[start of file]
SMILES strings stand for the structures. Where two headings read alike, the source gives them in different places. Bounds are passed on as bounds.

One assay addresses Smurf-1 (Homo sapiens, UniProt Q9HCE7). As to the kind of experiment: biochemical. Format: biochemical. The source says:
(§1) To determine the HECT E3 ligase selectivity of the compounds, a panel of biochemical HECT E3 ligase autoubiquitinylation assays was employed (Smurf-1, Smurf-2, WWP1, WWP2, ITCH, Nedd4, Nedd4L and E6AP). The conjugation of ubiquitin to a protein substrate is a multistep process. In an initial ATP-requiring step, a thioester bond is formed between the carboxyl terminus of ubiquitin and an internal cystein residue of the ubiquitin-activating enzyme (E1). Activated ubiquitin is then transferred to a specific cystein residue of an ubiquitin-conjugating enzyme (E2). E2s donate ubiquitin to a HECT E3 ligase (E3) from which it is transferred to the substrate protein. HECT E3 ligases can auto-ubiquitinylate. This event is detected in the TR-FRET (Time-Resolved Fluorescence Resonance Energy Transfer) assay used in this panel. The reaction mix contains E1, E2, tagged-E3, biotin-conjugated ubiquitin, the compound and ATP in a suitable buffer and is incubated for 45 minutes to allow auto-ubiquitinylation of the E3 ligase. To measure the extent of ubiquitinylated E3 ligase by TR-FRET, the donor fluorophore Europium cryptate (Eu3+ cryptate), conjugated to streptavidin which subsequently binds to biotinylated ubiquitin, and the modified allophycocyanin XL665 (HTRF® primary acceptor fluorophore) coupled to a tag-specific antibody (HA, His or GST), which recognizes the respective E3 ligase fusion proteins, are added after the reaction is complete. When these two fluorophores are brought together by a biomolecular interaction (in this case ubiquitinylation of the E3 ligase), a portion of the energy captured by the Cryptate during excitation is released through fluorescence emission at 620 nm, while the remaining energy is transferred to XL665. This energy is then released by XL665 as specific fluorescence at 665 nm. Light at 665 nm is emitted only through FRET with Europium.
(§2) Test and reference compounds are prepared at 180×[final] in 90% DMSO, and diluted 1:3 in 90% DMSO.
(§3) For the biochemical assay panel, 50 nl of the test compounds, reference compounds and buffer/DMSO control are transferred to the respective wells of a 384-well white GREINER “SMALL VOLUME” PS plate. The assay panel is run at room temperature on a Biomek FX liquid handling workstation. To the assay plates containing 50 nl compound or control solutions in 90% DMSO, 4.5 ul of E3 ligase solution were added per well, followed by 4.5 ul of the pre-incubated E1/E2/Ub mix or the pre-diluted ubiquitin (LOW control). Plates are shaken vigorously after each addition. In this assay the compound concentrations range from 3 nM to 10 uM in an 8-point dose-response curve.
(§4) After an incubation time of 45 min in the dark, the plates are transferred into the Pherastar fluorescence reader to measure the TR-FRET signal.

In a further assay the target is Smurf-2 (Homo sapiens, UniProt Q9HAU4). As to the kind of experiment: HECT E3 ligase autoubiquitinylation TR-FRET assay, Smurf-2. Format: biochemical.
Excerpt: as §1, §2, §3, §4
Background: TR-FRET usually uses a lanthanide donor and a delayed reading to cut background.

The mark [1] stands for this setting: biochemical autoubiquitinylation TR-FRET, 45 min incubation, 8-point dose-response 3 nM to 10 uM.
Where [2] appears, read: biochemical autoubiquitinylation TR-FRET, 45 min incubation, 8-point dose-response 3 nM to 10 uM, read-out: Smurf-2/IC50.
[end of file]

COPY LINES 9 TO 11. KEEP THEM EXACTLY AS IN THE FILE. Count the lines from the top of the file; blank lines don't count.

Background: TR-FRET usually uses a lanthanide donor and a delayed reading to cut background.

The mark [1] stands for this setting: biochemical autoubiquitinylation TR-FRET, 45 min incubation, 8-point dose-response 3 nM to 10 uM.
Where [2] appears, read: biochemical autoubiquitinylation TR-FRET, 45 min incubation, 8-point dose-response 3 nM to 10 uM, read-out: Smurf-2/IC50.